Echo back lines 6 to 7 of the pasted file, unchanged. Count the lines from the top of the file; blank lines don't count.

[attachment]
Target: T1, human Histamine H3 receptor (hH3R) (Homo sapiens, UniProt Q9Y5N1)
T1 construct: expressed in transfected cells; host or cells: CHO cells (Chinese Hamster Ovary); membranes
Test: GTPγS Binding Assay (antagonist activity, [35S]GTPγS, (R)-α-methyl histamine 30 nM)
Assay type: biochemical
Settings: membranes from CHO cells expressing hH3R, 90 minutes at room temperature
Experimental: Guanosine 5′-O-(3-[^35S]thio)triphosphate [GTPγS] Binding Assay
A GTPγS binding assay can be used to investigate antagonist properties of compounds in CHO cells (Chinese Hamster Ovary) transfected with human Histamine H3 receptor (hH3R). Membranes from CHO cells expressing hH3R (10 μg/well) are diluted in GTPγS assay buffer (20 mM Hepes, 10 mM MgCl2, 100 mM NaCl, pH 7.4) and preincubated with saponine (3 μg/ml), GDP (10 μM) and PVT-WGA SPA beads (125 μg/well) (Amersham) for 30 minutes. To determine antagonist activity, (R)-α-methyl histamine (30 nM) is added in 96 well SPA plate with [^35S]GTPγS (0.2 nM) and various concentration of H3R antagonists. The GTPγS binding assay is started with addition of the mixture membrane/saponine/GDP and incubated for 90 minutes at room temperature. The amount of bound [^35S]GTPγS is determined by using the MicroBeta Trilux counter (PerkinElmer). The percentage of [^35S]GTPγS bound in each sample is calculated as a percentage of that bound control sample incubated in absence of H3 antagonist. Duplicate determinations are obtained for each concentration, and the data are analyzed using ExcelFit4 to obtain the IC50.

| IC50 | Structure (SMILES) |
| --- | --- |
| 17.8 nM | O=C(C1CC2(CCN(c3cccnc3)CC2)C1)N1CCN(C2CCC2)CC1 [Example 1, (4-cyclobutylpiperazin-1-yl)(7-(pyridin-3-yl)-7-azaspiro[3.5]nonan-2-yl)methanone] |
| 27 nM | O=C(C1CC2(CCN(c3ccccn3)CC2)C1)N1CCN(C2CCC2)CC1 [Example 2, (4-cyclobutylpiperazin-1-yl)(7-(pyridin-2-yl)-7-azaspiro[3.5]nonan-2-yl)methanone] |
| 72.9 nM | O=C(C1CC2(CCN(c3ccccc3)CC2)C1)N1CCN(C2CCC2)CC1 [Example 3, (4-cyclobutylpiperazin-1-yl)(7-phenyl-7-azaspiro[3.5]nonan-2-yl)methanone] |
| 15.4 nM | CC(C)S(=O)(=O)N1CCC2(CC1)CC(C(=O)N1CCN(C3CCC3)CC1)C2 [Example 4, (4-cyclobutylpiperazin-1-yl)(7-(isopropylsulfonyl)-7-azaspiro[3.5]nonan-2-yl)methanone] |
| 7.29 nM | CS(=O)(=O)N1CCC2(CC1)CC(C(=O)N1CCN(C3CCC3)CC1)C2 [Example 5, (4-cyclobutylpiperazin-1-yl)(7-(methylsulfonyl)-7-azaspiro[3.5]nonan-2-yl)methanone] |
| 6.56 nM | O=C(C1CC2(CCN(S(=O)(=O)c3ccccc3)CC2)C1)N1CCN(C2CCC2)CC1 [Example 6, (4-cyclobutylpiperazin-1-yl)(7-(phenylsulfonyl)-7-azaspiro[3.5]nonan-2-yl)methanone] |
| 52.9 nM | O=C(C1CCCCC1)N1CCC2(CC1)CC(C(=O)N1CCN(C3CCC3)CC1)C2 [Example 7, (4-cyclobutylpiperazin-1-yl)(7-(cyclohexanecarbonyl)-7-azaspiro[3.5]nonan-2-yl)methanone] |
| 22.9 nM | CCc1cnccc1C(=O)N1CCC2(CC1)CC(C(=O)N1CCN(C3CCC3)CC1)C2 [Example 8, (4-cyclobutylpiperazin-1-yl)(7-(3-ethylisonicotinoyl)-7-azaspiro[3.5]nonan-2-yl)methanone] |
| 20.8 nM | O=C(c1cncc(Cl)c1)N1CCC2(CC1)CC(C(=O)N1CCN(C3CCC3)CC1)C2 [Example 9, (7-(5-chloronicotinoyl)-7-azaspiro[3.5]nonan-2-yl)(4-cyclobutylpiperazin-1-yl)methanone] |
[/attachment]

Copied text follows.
Experimental: Guanosine 5′-O-(3-[^35S]thio)triphosphate [GTPγS] Binding Assay
A GTPγS binding assay can be used to investigate antagonist properties of compounds in CHO cells (Chinese Hamster Ovary) transfected with human Histamine H3 receptor (hH3R). Membranes from CHO cells expressing hH3R (10 μg/well) are diluted in GTPγS assay buffer (20 mM Hepes, 10 mM MgCl2, 100 mM NaCl, pH 7.4) and preincubated with saponine (3 μg/ml), GDP (10 μM) and PVT-WGA SPA beads (125 μg/well) (Amersham) for 30 minutes. To determine antagonist activity, (R)-α-methyl histamine (30 nM) is added in 96 well SPA plate with [^35S]GTPγS (0.2 nM) and various concentration of H3R antagonists. The GTPγS binding assay is started with addition of the mixture membrane/saponine/GDP and incubated for 90 minutes at room temperature. The amount of bound [^35S]GTPγS is determined by using the MicroBeta Trilux counter (PerkinElmer). The percentage of [^35S]GTPγS bound in each sample is calculated as a percentage of that bound control sample incubated in absence of H3 antagonist. Duplicate determinations are obtained for each concentration, and the data are analyzed using ExcelFit4 to obtain the IC50.